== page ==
Raybin — A Marts & Lundy Company

We're excited to be joining the Marts & Lundy Team!

A Crisis Is a Terrible Thing to Waste

First uttered by Stanford economist Paul Romer in April of 2004, this pithy phrase has been making the rounds of late. President Obama's Chief of Staff, Rahm Emanuel used it in late 2008, the Governor of Massachusetts followed, and then, the media played its part popularizing the phrase.

It is an axiom that those of us in Development could heed. While our coffers may not be overflowing with money in this recession, we have a unique opportunity to strengthen our organizations, our long-term fundraising success, and ourselves.

Most non-profits have tried and true means of fundraising. But, they're not working very well right now. Perhaps this is the time for some unconventional thinking. Instead of focusing solely on cutting costs, is there some way you can make your institution that much more valuable, for not much more money? As a food pantry, is there access to land where you can grow some of your own food? Can you “pay” the un- or under-employed gardeners with produce? As a church or social service organization, can you offer free sessions in resume-writing and employment counseling – with expertise donated by professionals in the field? As an educational or cultural organization, how might you better use your facilities in off-hours? Some plain old fashioned non-fundraising gatherings or, even a block party? These could enhance your community profile. Think addition, not subtraction.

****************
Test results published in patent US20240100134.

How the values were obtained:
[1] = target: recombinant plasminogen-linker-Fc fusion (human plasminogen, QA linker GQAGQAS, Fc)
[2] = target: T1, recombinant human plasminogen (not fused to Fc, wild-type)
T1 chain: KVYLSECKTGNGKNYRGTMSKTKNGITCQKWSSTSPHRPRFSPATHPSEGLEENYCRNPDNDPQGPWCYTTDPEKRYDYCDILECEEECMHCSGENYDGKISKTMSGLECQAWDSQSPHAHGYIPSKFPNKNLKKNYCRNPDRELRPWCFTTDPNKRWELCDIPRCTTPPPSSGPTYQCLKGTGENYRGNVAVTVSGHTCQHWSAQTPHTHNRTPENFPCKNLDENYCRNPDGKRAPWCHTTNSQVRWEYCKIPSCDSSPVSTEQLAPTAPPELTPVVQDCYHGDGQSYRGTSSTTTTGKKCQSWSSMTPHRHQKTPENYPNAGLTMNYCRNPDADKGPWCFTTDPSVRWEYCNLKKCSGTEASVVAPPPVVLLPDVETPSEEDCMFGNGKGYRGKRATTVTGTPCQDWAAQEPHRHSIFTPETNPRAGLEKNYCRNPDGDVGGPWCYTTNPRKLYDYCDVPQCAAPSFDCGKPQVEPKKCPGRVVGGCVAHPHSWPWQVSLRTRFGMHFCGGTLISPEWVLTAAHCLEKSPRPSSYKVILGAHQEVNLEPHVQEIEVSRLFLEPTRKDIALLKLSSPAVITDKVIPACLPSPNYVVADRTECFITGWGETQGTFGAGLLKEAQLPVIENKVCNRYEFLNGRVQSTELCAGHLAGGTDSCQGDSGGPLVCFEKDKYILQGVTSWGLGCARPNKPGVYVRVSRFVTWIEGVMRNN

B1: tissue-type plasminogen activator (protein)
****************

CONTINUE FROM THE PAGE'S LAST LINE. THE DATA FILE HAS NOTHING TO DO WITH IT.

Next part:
Those years-in-the-making reliable patterns of giving? Out the window! So, there's no time like the present to get out from behind your desk and go visit with your constituents. While they need to know that you still care, they may also offer some helpful advice as well as alert you to their own ability to support your organization. Just as Washington doesn't have all the answers, neither do those of us who stay inside our offices and assume what others are thinking. “Walkabouts” are also good for the waistline!

What have you done for yourself lately? Is this the time for some more professional development for you? You don't have to think about a master's degree, but maybe this is the time to take that course in planned giving you always promised yourself you would, or improve your analytical skills or computer literacy. Maybe it's the opportunity to meet regularly with a small group of development professionals whose institutions face similar issues. Perhaps as minorities assume a greater percentage of your constituency, this is an opportunity to learn more about their culture or another language. Maybe it's a good opportunity to learn CPR and the Heimlich Maneuver. Or yoga for your state of mind – as well as your body. Think self-improvement as a pathway to helping others.

Don't waste the crisis.